They circled each other, Tim ready to pounce at any moment and Dave trying to guess his moves first. Not wanting to give Tim another chance, Dave charged at him shoulder first and rammed Tim against the wall. His body bounced off and he swung at Dave with full force, connecting on the side of his head. Dave fell straight down to the floor as if the blow had been a bullet to the back of the head. He let go of the key. They both saw this and scrambled over to get it. Dave reached it first and brought his closed fist close to his chest, laying on top of it. Tim jumped on him, bouncing off his back and screaming like a wild animal. Dave cried out but held his position. Tim jumped again and when that didn’t work, he climbed on top of Dave and tried to wrestle the key out from underneath him.
“Give it here you freak,” he shouted.
Dave didn’t give up, instead he squirmed underneath Tim’s weight trying to shake him off and be free. Nothing would work. Tim was too determined and wanted the key. He was completely on top of Dave, his arms stretched under Dave’s body, trying to find his curled-up fist with the key inside. They both squirmed around. Dave wasn’t sure how long he could keep it up, his lungs struggling to get any air. When Tim finally decided that Dave wasn’t going to give up, he head-butted the back of his head, which bounced off the floor with a dull thud.
Tim had momentarily forgotten about his head wound from the night before and when their heads connected, the pain moved through him like a wave. He tumbled off Dave and rolled onto his back next to him, dazed and with hazy vision. Dave didn’t waste time, he got to his knees and straddled his captive, still holding the key with a half curled up wrist he strangled Tim as hard as he could. Holding his body down with his weight and driving his neck into the ground with as much force as he could. This brought Tim out of his daze and his vision cleared. The pain in his head was still pounding, but there was something more important pulsing through him. He could feel the pain in his eyes as they strained, trying to escape his skull. He flailed about underneath his captor, feeling the end creeping in. Feebly he smacked at Dave, with no effect. He couldn’t pull the hands away from his neck. All he could do was hold on to Dave’s arms and wait for it to be all over. His body was stronger than that, this wouldn’t be the end he told himself. He reached up and tried to grab Dave’s neck, with no success. His captor moved out of his reach, but his head still hung low. Tim moved his hands as high as he could, and with his little finger in Dave’s mouth, he pushed his forefinger into Dave’s eye, pushing as hard as he could. It worked, the grip around his neck loosened and freedom was in reach.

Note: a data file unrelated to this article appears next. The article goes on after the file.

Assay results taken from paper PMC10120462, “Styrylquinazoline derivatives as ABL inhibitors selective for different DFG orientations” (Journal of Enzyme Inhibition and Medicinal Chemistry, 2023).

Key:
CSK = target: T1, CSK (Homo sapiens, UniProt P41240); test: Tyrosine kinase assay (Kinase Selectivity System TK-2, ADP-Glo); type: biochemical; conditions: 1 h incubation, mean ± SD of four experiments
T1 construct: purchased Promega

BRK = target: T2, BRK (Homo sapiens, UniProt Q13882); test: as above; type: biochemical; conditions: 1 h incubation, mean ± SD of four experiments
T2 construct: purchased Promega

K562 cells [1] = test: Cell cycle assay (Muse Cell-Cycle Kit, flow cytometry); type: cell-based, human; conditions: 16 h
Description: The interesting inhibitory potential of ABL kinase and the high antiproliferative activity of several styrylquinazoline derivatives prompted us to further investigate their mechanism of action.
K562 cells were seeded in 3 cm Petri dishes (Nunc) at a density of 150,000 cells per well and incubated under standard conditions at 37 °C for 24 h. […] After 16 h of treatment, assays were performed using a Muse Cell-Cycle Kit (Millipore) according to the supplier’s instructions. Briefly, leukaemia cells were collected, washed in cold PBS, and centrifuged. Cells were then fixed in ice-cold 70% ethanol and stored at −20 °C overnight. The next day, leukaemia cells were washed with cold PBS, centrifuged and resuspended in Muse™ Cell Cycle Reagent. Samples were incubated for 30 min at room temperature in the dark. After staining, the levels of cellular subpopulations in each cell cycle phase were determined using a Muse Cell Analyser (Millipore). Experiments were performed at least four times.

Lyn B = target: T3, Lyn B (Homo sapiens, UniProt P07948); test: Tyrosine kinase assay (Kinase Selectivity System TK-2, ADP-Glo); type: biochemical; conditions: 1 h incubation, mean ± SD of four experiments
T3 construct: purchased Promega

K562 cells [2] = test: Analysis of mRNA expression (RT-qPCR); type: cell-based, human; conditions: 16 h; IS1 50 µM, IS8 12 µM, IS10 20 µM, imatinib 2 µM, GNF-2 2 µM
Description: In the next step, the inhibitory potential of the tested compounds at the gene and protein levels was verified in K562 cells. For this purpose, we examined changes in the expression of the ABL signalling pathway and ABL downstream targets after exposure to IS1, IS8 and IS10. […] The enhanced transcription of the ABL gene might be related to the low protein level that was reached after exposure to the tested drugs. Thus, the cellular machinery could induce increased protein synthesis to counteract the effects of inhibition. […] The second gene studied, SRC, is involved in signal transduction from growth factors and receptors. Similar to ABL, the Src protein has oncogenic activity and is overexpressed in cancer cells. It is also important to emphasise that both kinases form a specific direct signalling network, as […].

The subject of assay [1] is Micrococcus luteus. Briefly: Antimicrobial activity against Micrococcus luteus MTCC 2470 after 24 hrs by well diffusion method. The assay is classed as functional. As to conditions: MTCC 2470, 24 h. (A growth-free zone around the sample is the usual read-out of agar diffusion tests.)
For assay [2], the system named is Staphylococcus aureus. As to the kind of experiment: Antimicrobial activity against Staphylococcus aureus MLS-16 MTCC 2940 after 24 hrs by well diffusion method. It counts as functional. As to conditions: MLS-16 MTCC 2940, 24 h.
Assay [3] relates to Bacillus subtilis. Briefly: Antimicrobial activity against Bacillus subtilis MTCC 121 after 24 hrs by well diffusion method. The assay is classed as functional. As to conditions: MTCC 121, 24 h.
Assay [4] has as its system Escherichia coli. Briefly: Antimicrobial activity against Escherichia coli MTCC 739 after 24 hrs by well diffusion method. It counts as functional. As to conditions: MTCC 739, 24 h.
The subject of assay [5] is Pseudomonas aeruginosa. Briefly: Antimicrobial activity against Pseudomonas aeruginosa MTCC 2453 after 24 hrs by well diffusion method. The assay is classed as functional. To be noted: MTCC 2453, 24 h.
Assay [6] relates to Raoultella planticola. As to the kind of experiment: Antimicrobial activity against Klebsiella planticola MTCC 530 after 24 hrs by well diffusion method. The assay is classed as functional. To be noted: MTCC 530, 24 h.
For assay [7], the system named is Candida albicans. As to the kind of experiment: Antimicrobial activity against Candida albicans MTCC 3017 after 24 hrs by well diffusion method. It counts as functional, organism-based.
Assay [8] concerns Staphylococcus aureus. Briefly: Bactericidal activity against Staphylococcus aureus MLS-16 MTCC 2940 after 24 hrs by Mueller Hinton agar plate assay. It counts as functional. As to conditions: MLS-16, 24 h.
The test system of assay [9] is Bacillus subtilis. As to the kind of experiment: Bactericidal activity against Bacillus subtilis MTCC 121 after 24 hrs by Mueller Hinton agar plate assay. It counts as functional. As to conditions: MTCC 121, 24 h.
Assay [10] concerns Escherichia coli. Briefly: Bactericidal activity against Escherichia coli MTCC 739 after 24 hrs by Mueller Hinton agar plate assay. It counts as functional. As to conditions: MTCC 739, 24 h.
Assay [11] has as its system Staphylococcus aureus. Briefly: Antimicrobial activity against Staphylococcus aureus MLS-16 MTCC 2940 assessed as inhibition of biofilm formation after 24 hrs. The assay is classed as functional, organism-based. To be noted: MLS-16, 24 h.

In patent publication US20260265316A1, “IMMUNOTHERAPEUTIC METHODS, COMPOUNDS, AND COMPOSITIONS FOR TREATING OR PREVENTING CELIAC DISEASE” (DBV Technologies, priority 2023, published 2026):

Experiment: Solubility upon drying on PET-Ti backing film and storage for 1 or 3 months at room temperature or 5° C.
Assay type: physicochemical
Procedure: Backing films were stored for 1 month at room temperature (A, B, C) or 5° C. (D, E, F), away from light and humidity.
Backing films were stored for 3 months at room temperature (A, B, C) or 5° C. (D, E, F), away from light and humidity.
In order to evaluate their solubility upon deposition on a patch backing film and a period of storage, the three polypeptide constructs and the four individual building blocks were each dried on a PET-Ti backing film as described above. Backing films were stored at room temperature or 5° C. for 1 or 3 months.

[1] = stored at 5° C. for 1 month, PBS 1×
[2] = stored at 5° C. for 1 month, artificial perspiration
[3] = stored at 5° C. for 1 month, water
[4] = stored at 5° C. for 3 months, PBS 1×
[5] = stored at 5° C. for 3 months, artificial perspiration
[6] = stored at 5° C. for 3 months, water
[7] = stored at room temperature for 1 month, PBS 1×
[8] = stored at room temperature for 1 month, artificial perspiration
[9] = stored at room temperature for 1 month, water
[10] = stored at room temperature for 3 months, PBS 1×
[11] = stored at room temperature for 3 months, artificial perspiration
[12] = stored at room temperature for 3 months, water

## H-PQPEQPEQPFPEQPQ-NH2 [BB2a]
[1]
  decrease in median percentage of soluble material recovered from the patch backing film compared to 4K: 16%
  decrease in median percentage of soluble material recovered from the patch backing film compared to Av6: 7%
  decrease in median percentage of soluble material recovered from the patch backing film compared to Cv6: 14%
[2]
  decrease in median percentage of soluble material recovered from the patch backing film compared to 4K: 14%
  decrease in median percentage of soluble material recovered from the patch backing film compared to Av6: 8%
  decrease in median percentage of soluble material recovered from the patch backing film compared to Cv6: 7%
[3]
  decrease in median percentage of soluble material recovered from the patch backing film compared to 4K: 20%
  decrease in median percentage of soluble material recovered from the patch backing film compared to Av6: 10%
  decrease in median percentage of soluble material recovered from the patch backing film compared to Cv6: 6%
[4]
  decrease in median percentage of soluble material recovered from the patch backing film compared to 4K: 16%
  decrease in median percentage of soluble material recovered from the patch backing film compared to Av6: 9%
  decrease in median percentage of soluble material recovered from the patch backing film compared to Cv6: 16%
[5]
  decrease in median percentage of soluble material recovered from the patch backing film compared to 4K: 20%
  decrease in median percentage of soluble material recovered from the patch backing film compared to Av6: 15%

They both heard the clatter of the key dropping to the floor once more and then there were no hands around Tim’s neck. He shot up, knocking Dave back a little and bit into his cheek, it was a move of desperation that had surprised Tim just as much as his captor. He felt the flesh tear under his teeth and the taste of blood run freely into his mouth. Dave recoiled in agony; a chunk of his face was missing. He pulled back; his vision faded to black. No control over his body. With both fists he pummelled down on Tim’s face, bouncing his head off the ground. Tim’s head wound echoed throughout his body, his nerves in pure overdrive. Everything went pure white in his eyes and he couldn’t control his body anymore. Dave just carried on thumping and punching his captive until the body underneath him was limp.
Dave fell to the side and breathed heavily. Slowly his vision returned and the adrenaline rushing through him started to steady. His legs shook and his arms vibrated with pain from attacking Tim. It took him a few moments to get his breath back, laying on the floor panting. With each breath he was more in control. He pulled himself up and looked over at the body next to him. His face bloody, nose broken. His chest was barely moving, if it was at all and it wasn’t just his desire not to have killed someone. It doesn’t change the plan though. Dave pulled himself to his feet, grabbed the dropped key along the way and walked over to the door. He gave one more look to the body and was satisfied he was still alive for now. He left the room and locked it again. The note was already written, his only question was whether he should call the police before he did it or let fate decide Timothy McCulloch’s fate.